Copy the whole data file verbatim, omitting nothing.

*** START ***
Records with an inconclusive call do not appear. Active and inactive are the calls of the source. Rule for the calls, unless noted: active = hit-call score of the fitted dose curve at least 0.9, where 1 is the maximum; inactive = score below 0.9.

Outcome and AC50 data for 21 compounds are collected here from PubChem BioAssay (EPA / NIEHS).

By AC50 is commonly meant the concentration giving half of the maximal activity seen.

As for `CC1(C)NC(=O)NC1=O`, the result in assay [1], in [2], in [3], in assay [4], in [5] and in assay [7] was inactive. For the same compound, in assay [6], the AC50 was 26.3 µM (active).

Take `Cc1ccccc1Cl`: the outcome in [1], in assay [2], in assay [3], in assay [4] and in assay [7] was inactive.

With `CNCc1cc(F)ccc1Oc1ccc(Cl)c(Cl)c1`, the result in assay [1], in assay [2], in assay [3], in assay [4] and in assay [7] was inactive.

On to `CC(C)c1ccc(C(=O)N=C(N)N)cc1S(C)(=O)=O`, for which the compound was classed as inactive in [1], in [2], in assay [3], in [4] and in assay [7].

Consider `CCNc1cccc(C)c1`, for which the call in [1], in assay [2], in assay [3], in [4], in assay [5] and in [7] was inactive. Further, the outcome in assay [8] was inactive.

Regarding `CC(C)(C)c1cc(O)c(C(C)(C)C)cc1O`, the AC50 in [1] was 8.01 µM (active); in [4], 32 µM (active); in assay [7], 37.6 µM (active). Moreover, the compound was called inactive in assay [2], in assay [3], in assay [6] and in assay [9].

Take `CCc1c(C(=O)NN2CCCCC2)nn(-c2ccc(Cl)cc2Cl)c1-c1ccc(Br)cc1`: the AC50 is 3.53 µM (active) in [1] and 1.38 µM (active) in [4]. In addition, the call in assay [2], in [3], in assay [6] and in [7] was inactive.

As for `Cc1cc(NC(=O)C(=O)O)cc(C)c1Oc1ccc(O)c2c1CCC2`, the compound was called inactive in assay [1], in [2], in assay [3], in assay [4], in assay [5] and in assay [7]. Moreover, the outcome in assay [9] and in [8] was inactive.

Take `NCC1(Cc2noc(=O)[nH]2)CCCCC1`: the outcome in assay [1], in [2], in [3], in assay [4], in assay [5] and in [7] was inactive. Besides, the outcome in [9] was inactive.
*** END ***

Records with an inconclusive call do not appear. Active and inactive are the calls of the source. Rule for the calls, unless noted: active = hit-call score of the fitted dose curve at least 0.9, where 1 is the maximum; inactive = score below 0.9.

Outcome and AC50 data for 21 compounds are collected here from PubChem BioAssay (EPA / NIEHS).

By AC50 is commonly meant the concentration giving half of the maximal activity seen.

As for `CC1(C)NC(=O)NC1=O`, the result in assay [1], in [2], in [3], in assay [4], in [5] and in assay [7] was inactive. For the same compound, in assay [6], the AC50 was 26.3 µM (active).

Take `Cc1ccccc1Cl`: the outcome in [1], in assay [2], in assay [3], in assay [4] and in assay [7] was inactive.

With `CNCc1cc(F)ccc1Oc1ccc(Cl)c(Cl)c1`, the result in assay [1], in assay [2], in assay [3], in assay [4] and in assay [7] was inactive.

On to `CC(C)c1ccc(C(=O)N=C(N)N)cc1S(C)(=O)=O`, for which the compound was classed as inactive in [1], in [2], in assay [3], in [4] and in assay [7].

Consider `CCNc1cccc(C)c1`, for which the call in [1], in assay [2], in assay [3], in [4], in assay [5] and in [7] was inactive. Further, the outcome in assay [8] was inactive.

Regarding `CC(C)(C)c1cc(O)c(C(C)(C)C)cc1O`, the AC50 in [1] was 8.01 µM (active); in [4], 32 µM (active); in assay [7], 37.6 µM (active). Moreover, the compound was called inactive in assay [2], in assay [3], in assay [6] and in assay [9].

Take `CCc1c(C(=O)NN2CCCCC2)nn(-c2ccc(Cl)cc2Cl)c1-c1ccc(Br)cc1`: the AC50 is 3.53 µM (active) in [1] and 1.38 µM (active) in [4]. In addition, the call in assay [2], in [3], in assay [6] and in [7] was inactive.

As for `Cc1cc(NC(=O)C(=O)O)cc(C)c1Oc1ccc(O)c2c1CCC2`, the compound was called inactive in assay [1], in [2], in assay [3], in assay [4], in assay [5] and in assay [7]. Moreover, the outcome in assay [9] and in [8] was inactive.

Take `NCC1(Cc2noc(=O)[nH]2)CCCCC1`: the outcome in assay [1], in [2], in [3], in assay [4], in assay [5] and in [7] was inactive. Besides, the outcome in [9] was inactive.